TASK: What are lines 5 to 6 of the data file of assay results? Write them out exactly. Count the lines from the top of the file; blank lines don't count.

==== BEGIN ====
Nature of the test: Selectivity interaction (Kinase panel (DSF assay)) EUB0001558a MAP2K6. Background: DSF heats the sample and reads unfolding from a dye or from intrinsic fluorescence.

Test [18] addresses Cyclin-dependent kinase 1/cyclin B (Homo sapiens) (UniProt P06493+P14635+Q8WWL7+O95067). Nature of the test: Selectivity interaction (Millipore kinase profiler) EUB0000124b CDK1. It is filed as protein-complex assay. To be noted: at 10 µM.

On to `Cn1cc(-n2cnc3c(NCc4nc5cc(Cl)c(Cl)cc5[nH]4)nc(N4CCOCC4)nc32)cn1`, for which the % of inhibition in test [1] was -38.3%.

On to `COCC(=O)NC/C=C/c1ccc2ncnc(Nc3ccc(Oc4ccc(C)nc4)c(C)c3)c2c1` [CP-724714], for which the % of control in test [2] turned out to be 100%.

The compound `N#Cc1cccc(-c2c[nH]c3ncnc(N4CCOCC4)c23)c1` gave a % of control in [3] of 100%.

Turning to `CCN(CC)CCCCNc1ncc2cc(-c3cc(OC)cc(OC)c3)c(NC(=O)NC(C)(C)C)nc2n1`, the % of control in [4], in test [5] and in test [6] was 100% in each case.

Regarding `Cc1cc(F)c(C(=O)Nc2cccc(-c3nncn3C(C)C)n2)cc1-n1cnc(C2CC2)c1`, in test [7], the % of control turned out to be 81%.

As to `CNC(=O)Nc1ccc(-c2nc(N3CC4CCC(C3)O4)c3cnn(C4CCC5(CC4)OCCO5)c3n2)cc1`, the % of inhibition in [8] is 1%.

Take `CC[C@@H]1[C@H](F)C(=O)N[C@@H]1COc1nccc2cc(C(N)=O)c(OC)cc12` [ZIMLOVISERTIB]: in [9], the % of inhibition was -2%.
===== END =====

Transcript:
The compound `N#Cc1cccc(-c2c[nH]c3ncnc(N4CCOCC4)c23)c1` gave a % of control in [3] of 100%.

Turning to `CCN(CC)CCCCNc1ncc2cc(-c3cc(OC)cc(OC)c3)c(NC(=O)NC(C)(C)C)nc2n1`, the % of control in [4], in test [5] and in test [6] was 100% in each case.